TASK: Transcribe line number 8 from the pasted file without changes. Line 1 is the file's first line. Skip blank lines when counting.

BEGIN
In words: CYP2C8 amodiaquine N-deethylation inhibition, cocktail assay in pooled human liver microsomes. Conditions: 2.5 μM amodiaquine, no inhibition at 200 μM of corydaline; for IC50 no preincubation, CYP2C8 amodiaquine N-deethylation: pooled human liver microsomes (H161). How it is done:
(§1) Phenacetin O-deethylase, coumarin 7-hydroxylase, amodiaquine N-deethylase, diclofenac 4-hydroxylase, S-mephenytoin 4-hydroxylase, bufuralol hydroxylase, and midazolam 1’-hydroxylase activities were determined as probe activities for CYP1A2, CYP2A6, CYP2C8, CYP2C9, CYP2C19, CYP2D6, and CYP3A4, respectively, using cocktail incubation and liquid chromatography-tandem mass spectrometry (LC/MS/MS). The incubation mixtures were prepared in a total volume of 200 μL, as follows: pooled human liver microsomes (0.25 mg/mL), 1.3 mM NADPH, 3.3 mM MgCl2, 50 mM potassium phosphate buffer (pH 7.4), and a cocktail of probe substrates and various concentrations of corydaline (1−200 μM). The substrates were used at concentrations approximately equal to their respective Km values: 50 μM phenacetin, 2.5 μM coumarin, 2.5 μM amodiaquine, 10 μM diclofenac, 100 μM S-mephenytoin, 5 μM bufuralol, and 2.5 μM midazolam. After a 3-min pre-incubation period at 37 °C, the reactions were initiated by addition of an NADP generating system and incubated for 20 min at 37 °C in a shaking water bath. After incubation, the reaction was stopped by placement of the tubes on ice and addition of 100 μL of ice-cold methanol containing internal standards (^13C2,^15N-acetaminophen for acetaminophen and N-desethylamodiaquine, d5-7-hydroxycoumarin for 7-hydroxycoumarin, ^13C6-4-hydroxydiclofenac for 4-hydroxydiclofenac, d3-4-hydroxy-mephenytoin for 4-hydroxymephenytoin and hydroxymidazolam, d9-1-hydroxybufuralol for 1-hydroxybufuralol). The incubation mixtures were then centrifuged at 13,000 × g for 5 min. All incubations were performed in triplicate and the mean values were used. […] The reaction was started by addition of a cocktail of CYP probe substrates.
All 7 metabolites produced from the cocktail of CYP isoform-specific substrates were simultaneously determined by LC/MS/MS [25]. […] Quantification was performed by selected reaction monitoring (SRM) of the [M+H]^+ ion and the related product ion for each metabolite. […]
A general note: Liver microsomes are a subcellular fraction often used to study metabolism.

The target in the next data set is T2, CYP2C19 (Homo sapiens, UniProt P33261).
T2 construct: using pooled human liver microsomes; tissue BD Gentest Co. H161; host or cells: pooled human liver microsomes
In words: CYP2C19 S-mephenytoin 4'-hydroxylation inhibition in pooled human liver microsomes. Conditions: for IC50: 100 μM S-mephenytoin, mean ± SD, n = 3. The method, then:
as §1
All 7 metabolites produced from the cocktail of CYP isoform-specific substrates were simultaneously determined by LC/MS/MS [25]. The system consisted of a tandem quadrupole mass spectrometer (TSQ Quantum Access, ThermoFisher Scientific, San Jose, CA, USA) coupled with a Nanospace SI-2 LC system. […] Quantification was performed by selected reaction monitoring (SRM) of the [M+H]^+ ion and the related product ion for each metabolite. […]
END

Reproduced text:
as §1